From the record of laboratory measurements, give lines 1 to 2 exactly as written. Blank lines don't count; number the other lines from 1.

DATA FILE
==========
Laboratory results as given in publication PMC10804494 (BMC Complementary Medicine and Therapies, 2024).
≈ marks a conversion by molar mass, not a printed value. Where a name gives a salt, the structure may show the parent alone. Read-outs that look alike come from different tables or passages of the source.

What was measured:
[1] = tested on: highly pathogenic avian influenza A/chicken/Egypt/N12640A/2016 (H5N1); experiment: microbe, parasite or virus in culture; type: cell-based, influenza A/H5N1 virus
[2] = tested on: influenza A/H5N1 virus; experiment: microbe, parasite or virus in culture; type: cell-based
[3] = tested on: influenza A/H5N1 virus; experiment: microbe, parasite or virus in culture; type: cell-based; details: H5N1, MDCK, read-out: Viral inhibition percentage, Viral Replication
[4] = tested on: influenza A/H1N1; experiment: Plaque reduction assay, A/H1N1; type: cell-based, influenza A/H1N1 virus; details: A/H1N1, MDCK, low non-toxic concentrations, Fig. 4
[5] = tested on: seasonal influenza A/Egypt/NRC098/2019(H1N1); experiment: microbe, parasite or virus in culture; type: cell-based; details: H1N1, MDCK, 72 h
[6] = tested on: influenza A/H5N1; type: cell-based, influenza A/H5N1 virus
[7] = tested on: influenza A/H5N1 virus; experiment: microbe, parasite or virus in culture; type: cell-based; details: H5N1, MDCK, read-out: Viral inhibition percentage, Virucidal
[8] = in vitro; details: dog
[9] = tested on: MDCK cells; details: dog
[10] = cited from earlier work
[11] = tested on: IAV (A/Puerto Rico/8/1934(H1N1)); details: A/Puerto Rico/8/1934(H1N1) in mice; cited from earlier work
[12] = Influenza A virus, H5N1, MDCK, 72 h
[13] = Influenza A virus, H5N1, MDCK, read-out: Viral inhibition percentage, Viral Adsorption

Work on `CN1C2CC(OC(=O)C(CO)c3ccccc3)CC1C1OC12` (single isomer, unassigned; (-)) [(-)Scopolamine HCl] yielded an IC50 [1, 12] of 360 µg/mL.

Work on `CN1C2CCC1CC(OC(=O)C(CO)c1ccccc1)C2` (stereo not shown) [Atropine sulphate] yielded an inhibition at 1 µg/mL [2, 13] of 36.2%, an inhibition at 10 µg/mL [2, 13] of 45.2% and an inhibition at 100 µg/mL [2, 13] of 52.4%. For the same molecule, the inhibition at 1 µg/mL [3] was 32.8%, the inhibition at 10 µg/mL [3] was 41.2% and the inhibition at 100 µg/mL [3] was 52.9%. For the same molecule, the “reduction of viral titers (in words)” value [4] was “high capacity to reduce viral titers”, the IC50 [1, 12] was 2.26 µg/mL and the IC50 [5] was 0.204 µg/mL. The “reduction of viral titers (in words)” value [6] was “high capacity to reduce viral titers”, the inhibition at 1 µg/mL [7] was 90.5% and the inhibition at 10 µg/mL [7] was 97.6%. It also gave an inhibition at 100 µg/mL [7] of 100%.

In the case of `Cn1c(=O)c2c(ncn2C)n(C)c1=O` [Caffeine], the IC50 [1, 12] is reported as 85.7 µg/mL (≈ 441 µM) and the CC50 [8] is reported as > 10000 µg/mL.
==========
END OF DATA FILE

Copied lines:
Laboratory results as given in publication PMC10804494 (BMC Complementary Medicine and Therapies, 2024).
≈ marks a conversion by molar mass, not a printed value. Where a name gives a salt, the structure may show the parent alone. Read-outs that look alike come from different tables or passages of the source.